Split Testing Our Question and Answer Site was a Real Surprise

I’d never really thought about split testing until recently. It’s a relatively simple process whereby you offer 2 variations or more of something to your target audience and let THEM decide which one they like (Yep, imagine that. Letting your customers tell you what they want…)

Before, I used to use a lot of blue on my sites. You see, I like blue. And I used to use clever, corporate style headings and titles because I wanted my business to be perceived as bigger than it was. I liked that too. But my mistake was to assume that because I’d been an avid student of marketing, with more than a couple of accomplishments up my sleeve, that I knew what was best for my customers. But relatively low sales proved that I was very, very wrong in this assumption.

Enter split-testing. For our Question and Answer Site offering at Qhub.com, we decided to employ some very cool split testing software called Visual Website Optimizer. It gives us a snapshot of a live page on our Question and Answer Site, let’s us experiment by moving, removing, re-colouring and re-wording certain elements, then splits visitor traffic between those variations and measures what visitors to that page actually do.

In one of our most recent tests, I wanted to know what combination of elements on the Qhub.com home page encouraged visitors firstly to click on our Get Started button to create their own Question and Answer Site, and secondly to actually complete the registration process and see an up sell page to a discounted version of our software. The results were a real surprise.

Here’s a snap shot of the original Qhub home page (http://qhub.com/) before split testing where we tested about 2000 visitors, mixing combinations of the Take the Tour button, the brown voicemail tab at the edge of the screen, and a testimonials box at the bottom of the page which isn’t shown in this shot :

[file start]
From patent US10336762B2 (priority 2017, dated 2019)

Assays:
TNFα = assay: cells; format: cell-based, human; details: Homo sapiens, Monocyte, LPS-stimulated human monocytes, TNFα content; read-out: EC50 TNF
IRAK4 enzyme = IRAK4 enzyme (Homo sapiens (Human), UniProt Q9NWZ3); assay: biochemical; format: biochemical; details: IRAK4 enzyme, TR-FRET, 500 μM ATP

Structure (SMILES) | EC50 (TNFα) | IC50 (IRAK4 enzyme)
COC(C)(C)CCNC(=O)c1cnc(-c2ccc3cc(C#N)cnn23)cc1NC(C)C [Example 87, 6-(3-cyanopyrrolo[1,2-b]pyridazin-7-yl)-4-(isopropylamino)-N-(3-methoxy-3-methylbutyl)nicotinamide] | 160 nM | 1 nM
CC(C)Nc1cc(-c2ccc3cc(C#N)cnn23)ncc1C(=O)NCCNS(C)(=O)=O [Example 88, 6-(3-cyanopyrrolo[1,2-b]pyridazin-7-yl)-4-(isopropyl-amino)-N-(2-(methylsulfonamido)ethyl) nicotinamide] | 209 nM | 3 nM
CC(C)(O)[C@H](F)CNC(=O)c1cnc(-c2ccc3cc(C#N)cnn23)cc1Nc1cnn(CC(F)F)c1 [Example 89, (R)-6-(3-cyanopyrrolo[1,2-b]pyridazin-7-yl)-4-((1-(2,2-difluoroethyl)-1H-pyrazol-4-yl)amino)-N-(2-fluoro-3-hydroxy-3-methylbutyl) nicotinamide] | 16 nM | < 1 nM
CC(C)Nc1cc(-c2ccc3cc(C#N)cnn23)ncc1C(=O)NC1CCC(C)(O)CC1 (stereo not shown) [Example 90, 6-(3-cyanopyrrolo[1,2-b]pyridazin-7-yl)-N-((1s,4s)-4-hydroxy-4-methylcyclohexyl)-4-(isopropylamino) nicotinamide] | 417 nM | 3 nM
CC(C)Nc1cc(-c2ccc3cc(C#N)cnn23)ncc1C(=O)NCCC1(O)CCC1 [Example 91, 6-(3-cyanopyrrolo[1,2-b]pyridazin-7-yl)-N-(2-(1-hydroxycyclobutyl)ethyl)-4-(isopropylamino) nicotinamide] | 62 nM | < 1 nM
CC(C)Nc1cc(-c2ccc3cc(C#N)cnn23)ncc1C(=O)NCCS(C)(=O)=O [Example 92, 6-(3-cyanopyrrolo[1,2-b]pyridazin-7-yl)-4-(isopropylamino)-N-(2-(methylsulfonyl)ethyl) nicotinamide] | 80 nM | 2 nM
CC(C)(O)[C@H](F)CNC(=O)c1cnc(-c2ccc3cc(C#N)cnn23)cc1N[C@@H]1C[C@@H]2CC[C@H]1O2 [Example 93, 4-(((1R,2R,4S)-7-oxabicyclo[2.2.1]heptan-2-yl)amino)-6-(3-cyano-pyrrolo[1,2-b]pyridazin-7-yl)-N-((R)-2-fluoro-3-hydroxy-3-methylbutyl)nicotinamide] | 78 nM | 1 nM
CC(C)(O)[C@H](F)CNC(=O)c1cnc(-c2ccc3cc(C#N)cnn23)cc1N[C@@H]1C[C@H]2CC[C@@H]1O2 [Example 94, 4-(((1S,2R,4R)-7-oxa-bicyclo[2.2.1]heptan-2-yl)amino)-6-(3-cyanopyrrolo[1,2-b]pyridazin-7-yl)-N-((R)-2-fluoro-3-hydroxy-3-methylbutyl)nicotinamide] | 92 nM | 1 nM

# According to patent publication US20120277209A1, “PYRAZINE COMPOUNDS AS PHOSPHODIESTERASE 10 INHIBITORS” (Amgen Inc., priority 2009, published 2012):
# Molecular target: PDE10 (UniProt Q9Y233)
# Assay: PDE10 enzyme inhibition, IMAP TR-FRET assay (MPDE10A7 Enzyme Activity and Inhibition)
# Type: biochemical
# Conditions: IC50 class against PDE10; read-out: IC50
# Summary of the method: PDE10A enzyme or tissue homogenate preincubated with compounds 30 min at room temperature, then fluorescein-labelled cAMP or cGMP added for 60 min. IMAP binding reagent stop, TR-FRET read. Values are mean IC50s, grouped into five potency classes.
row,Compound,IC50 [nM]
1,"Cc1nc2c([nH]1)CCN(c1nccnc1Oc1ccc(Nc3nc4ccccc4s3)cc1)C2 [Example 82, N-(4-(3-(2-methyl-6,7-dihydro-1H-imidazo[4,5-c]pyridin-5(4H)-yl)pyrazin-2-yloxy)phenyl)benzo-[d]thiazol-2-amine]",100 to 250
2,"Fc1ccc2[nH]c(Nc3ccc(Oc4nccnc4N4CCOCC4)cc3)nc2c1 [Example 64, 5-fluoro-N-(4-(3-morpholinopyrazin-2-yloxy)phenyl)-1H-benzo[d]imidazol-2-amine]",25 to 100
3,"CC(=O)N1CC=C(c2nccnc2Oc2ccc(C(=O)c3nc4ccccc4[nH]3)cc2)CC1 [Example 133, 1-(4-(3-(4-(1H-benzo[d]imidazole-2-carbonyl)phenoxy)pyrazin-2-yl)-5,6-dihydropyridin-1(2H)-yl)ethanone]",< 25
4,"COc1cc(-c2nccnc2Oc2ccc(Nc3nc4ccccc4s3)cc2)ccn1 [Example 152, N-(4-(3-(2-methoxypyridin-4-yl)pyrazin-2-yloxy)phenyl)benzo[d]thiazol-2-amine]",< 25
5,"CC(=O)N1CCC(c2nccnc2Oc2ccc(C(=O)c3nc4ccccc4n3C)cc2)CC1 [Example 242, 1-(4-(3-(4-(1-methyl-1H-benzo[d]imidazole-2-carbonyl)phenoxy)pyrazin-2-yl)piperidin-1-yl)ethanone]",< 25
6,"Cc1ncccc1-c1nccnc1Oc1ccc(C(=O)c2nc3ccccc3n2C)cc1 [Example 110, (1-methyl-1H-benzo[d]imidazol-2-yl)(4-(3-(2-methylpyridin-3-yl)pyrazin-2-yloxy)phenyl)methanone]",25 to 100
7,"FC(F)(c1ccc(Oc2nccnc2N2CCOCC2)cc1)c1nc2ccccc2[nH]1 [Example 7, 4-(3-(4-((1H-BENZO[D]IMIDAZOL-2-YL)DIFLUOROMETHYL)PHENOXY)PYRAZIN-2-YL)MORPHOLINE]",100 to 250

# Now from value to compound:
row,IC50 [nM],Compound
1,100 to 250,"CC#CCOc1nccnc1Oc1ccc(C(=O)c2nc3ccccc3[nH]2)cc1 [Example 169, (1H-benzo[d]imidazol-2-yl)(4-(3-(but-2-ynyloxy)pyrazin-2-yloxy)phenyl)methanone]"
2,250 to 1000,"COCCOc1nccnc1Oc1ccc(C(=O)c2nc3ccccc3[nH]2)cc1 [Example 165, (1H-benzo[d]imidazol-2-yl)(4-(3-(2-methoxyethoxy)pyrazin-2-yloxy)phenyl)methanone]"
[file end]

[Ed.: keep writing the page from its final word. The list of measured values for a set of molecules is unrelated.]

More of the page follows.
Qhub.com home page before split testing

Now here’s a shot of the test results, showing that while Combination 8 that showed visitors no voicemail tab, no Take the Tour button and no testimonials box resulted in a 71% improvement over the standard page for clicks on the Get Started Now button, it resulted in a nasty 60% decrease in the number of visitors who actually completed the registration process and saw the up sell page :

Qhub.com Comnibation 8

By comparison, Combination 7, which showed visitors no voicemail tab, no tour, but showed the testimonial box, resulted in a massive 131% improvement for clicks on the Get Started Now button, plus a 62% improvement in the number of visitors who actually completed the registration process and saw the up sell page:

Qhub.com Combination 7

Now, you’ve probably heard how effective displaying testimonials on your web site can be, but I think you’ll agree that a 131% improvement is really something. I had, in fact, expected that the losing combination, with less distractions for the visitor, would be the winner, but my intuition was incorrect, and our Question and Answer Site was under-optimized as a result.

So, if you have a web site and you’re interested in what your customers want, I highly recommend you use a split testing tool like Visual Website Optimizer and learn that intuition is no substitute for exact data on what your visitors want from you. I’m so sold on the idea that I now split test everything, even posts like this one!

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